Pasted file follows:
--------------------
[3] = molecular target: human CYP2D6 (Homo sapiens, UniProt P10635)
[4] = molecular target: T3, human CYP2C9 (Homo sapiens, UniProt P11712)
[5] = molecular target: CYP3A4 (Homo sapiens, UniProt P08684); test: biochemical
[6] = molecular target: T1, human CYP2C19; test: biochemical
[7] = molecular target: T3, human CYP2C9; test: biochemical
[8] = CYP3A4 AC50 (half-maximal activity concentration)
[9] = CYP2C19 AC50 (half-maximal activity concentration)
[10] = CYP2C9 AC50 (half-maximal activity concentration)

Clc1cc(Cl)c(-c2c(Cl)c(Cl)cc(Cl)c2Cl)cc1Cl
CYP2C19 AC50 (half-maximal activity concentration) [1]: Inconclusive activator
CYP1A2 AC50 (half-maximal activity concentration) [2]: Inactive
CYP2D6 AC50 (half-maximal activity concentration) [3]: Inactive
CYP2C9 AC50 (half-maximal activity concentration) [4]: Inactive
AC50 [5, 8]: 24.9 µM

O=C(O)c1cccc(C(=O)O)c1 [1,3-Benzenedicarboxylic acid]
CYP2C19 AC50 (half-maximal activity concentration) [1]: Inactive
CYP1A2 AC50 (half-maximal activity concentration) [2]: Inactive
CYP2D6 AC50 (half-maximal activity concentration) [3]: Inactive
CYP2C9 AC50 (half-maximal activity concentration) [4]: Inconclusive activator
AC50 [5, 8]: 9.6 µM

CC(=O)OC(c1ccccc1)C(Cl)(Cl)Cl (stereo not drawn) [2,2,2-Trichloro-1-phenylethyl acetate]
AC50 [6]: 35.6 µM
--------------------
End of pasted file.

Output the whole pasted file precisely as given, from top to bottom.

[3] = molecular target: human CYP2D6 (Homo sapiens, UniProt P10635)
[4] = molecular target: T3, human CYP2C9 (Homo sapiens, UniProt P11712)
[5] = molecular target: CYP3A4 (Homo sapiens, UniProt P08684); test: biochemical
[6] = molecular target: T1, human CYP2C19; test: biochemical
[7] = molecular target: T3, human CYP2C9; test: biochemical
[8] = CYP3A4 AC50 (half-maximal activity concentration)
[9] = CYP2C19 AC50 (half-maximal activity concentration)
[10] = CYP2C9 AC50 (half-maximal activity concentration)

Clc1cc(Cl)c(-c2c(Cl)c(Cl)cc(Cl)c2Cl)cc1Cl
CYP2C19 AC50 (half-maximal activity concentration) [1]: Inconclusive activator
CYP1A2 AC50 (half-maximal activity concentration) [2]: Inactive
CYP2D6 AC50 (half-maximal activity concentration) [3]: Inactive
CYP2C9 AC50 (half-maximal activity concentration) [4]: Inactive
AC50 [5, 8]: 24.9 µM

O=C(O)c1cccc(C(=O)O)c1 [1,3-Benzenedicarboxylic acid]
CYP2C19 AC50 (half-maximal activity concentration) [1]: Inactive
CYP1A2 AC50 (half-maximal activity concentration) [2]: Inactive
CYP2D6 AC50 (half-maximal activity concentration) [3]: Inactive
CYP2C9 AC50 (half-maximal activity concentration) [4]: Inconclusive activator
AC50 [5, 8]: 9.6 µM

CC(=O)OC(c1ccccc1)C(Cl)(Cl)Cl (stereo not drawn) [2,2,2-Trichloro-1-phenylethyl acetate]
AC50 [6]: 35.6 µM